Vegan jackfruit tagine

vegan jackfruit tagine

Hope you guys have had a good week! I have started mine on an even keel, with everything coming together just fine, to crash down on Thursday and remain in a funk on Friday. Nothing big has happened, it’s just that my inner critic, which I’ve been trying to distance myself from a while now, went on a total rampage and got me impossibly down.

I’m so glad that I had the foresight to shoot this recipe earlier on in the week as the second part of the week turned out to be a total write off. As it’s been rather cold around these parts lately, I made a warming and comforting (yet healthy) tagine featuring jackfruit and chickpeas and a beautiful North African spice mix known as baharat (derived from the Arabic word for spice). As it’s a spice mix rather than a single spice, its ingredients and proportions may vary a little from cuisine to cuisine or even household to household, but they tend to include warming spices like cardamom, cloves, cinnamon, nutmeg, cumin, paprika, allspice and black pepper. I purchased mine in my local corner store, which boasts an impressive collection of dry spices from all over the Mediterranean, the Middle East and India, but I have also seen a version of this spice mix in supermarkets so I am sure you will be able to get some with ease.

This recipe is inspired by a dish I had while visiting London in October. While I spent most of my time in London covered in paint and dust, I did manage to sneak out for a few low key meals with friends before another lockdown got announced. One day I met up with my friend Elie in beautiful Regent’s Park (oh how I miss that place!) and we had a lovely time chatting while sitting 2 meters apart from each other at far ends of the same bench and munching on a take away lunch. Mine was a vegan tagine box from LEON and I really enjoyed it, especially that it brought a touch of comfort to not the most relaxing al fresco lunch experience (it was too cold to eat outside for a start!) and I promised myself to recreate it in my own kitchen once I get back.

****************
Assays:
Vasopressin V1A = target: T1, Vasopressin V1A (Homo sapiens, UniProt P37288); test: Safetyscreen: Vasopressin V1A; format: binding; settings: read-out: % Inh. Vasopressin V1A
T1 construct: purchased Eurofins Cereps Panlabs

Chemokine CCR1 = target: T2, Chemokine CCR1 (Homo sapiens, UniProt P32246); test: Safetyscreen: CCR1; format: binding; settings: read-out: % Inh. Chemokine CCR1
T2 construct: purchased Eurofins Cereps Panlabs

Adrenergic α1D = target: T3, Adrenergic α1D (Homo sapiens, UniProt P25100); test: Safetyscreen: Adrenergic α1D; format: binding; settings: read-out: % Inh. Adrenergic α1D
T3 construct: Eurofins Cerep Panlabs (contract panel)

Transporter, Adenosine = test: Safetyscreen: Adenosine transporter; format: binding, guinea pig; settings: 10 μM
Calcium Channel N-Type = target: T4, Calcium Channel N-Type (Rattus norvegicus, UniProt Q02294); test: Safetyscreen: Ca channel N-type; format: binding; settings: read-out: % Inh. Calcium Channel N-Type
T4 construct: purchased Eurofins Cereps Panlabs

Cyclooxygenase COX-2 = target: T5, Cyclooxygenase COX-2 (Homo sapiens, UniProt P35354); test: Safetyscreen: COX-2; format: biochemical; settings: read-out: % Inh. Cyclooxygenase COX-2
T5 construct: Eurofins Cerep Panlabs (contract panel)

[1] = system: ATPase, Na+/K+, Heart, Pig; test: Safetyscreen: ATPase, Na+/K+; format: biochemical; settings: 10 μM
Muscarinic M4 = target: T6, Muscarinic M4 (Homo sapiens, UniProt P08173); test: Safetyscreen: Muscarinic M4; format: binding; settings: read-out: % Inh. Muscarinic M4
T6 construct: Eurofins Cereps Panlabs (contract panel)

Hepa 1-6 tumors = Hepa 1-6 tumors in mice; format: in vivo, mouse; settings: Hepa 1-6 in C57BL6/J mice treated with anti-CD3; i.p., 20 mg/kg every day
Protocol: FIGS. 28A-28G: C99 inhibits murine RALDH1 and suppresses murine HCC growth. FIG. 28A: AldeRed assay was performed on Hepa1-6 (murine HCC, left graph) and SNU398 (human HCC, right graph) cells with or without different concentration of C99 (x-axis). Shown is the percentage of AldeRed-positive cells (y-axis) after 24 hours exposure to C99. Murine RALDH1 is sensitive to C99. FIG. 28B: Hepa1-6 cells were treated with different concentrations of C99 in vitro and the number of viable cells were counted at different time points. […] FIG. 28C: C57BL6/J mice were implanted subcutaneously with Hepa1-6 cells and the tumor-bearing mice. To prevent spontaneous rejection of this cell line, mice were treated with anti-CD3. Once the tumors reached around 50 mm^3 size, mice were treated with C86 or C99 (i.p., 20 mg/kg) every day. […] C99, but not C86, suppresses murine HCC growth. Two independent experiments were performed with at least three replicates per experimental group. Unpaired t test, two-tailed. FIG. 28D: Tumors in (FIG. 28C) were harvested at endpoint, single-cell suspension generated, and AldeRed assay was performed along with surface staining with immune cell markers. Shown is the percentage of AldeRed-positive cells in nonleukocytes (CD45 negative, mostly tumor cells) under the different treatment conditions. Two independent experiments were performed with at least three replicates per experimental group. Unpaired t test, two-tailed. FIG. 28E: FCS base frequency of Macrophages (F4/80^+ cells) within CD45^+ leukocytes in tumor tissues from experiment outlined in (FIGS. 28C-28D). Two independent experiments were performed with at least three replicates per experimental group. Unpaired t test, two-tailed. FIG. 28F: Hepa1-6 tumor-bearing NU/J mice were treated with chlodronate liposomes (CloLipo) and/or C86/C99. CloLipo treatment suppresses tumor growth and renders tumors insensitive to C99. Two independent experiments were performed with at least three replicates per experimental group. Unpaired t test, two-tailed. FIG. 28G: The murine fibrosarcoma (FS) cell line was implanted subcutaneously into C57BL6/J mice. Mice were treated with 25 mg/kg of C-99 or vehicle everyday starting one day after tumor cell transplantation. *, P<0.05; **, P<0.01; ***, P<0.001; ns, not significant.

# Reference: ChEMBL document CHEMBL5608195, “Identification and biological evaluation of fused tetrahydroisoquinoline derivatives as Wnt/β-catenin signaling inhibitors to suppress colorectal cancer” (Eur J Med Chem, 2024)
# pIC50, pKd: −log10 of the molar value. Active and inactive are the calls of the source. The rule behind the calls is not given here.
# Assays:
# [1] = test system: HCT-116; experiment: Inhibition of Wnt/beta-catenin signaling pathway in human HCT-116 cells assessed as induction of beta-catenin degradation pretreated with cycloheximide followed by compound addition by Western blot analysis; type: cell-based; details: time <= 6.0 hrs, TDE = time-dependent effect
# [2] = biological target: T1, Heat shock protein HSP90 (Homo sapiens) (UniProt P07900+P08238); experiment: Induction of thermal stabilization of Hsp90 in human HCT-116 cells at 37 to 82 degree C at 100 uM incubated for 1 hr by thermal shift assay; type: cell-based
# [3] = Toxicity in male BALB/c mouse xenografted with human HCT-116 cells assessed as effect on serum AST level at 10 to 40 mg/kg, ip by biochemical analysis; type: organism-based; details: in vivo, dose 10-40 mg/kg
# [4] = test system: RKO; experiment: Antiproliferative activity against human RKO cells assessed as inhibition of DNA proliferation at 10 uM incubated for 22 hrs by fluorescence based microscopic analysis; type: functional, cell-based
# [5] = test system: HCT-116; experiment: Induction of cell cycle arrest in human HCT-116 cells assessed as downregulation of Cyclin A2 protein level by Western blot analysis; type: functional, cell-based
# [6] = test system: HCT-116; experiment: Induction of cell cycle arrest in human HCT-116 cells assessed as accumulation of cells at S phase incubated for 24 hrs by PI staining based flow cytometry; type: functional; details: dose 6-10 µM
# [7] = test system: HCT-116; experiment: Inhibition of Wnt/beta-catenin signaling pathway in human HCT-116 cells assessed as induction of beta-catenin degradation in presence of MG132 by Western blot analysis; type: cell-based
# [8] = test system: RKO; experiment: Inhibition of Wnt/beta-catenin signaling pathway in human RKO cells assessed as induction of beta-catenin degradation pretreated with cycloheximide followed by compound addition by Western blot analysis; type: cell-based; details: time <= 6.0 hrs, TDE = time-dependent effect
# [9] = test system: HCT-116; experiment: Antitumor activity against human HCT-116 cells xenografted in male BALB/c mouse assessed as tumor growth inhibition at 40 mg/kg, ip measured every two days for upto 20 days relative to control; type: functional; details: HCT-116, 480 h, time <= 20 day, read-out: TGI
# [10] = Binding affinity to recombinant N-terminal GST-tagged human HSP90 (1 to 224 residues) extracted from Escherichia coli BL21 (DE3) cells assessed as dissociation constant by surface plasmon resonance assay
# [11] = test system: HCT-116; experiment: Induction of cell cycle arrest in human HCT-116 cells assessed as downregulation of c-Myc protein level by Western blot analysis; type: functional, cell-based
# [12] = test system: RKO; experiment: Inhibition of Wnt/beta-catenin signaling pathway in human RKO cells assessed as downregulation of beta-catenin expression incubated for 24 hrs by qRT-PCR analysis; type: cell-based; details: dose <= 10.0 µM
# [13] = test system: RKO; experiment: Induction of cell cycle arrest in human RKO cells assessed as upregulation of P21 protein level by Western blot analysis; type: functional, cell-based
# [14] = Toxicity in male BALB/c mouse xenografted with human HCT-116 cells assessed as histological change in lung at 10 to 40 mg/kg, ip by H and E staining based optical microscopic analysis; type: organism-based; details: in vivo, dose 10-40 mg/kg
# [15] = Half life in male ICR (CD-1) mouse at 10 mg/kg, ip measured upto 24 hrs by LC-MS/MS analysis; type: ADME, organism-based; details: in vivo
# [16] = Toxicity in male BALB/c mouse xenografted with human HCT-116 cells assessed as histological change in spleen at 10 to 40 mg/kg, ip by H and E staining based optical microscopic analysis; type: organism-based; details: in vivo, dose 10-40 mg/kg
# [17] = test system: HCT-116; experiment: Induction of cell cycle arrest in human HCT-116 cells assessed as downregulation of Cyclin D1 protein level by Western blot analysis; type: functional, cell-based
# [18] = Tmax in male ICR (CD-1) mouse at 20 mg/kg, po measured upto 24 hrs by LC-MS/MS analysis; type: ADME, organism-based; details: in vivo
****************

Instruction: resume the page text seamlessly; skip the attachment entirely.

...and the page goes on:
While the dish is enjoyable on its own, it really benefits from a drizzle of zhough, which LEON made with mint and parsley, but I personally prefer coriander, or coriander and parsley. It comes together in minutes and it makes a great addition not only to this particular dish, but also to pita pockets, hummus and salad bowls. I also recommend the addition of finely chopped quick-pickled (or preserved) lemons. They provide a beautiful contrast to the aromatic date-sweetened sauce and are just as versatile as zhough, especially if you are a fan of these sort of flavours.

Making quick-pickled lemons at home is easy and quick (I used this recipe) and once they’ve had a chance to hibernate in the fridge for a day, they really come into their own and give this dish a beautiful pop of flavour and colour too. I am pleased with the flavours here and I hope you’ll enjoy them too.

PS: If you make this vegan jackfruit tagine, don’t forget to tag me on Instagram as @lazycatkitchen and use the #lazycatkitchen hashtag. I love seeing your takes on my recipes!

vegan jackfruit tagine ingredients

vegan jackfruit tagine close up

vegan jackfruit tagine

vegan jackfruit tagine plate